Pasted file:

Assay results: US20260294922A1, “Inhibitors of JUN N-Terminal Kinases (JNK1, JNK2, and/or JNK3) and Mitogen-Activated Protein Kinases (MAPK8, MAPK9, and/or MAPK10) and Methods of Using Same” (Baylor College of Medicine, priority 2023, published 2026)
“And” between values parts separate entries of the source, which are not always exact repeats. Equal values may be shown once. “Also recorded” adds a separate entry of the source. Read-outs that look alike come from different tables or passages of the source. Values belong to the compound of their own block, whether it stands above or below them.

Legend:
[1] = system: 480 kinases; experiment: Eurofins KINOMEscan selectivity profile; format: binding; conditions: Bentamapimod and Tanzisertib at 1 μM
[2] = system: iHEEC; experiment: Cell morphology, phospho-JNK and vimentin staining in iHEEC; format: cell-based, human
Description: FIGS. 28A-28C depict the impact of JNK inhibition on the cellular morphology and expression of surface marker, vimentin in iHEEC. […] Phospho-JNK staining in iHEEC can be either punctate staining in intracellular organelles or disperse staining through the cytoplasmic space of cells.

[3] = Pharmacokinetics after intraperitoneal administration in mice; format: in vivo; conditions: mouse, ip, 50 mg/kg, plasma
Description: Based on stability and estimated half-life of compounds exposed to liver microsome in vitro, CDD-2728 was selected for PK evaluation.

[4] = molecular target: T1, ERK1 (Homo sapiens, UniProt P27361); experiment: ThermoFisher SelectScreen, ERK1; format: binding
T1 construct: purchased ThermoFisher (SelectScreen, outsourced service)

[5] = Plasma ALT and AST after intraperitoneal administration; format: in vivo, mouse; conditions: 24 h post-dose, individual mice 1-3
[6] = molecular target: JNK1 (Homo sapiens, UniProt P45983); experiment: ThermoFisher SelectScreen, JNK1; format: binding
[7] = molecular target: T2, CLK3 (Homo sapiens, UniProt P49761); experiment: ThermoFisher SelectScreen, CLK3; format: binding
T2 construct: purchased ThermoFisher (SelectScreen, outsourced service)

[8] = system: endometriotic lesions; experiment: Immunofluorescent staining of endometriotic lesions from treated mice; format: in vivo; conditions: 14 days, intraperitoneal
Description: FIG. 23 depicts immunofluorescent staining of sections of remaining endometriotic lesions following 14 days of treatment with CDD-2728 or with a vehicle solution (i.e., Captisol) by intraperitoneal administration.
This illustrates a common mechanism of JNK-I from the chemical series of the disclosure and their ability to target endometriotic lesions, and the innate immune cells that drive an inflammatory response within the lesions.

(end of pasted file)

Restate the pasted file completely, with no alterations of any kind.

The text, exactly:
Assay results: US20260294922A1, “Inhibitors of JUN N-Terminal Kinases (JNK1, JNK2, and/or JNK3) and Mitogen-Activated Protein Kinases (MAPK8, MAPK9, and/or MAPK10) and Methods of Using Same” (Baylor College of Medicine, priority 2023, published 2026)
“And” between values parts separate entries of the source, which are not always exact repeats. Equal values may be shown once. “Also recorded” adds a separate entry of the source. Read-outs that look alike come from different tables or passages of the source. Values belong to the compound of their own block, whether it stands above or below them.

Legend:
[1] = system: 480 kinases; experiment: Eurofins KINOMEscan selectivity profile; format: binding; conditions: Bentamapimod and Tanzisertib at 1 μM
[2] = system: iHEEC; experiment: Cell morphology, phospho-JNK and vimentin staining in iHEEC; format: cell-based, human
Description: FIGS. 28A-28C depict the impact of JNK inhibition on the cellular morphology and expression of surface marker, vimentin in iHEEC. […] Phospho-JNK staining in iHEEC can be either punctate staining in intracellular organelles or disperse staining through the cytoplasmic space of cells.

[3] = Pharmacokinetics after intraperitoneal administration in mice; format: in vivo; conditions: mouse, ip, 50 mg/kg, plasma
Description: Based on stability and estimated half-life of compounds exposed to liver microsome in vitro, CDD-2728 was selected for PK evaluation.

[4] = molecular target: T1, ERK1 (Homo sapiens, UniProt P27361); experiment: ThermoFisher SelectScreen, ERK1; format: binding
T1 construct: purchased ThermoFisher (SelectScreen, outsourced service)

[5] = Plasma ALT and AST after intraperitoneal administration; format: in vivo, mouse; conditions: 24 h post-dose, individual mice 1-3
[6] = molecular target: JNK1 (Homo sapiens, UniProt P45983); experiment: ThermoFisher SelectScreen, JNK1; format: binding
[7] = molecular target: T2, CLK3 (Homo sapiens, UniProt P49761); experiment: ThermoFisher SelectScreen, CLK3; format: binding
T2 construct: purchased ThermoFisher (SelectScreen, outsourced service)

[8] = system: endometriotic lesions; experiment: Immunofluorescent staining of endometriotic lesions from treated mice; format: in vivo; conditions: 14 days, intraperitoneal
Description: FIG. 23 depicts immunofluorescent staining of sections of remaining endometriotic lesions following 14 days of treatment with CDD-2728 or with a vehicle solution (i.e., Captisol) by intraperitoneal administration.
This illustrates a common mechanism of JNK-I from the chemical series of the disclosure and their ability to target endometriotic lesions, and the innate immune cells that drive an inflammatory response within the lesions.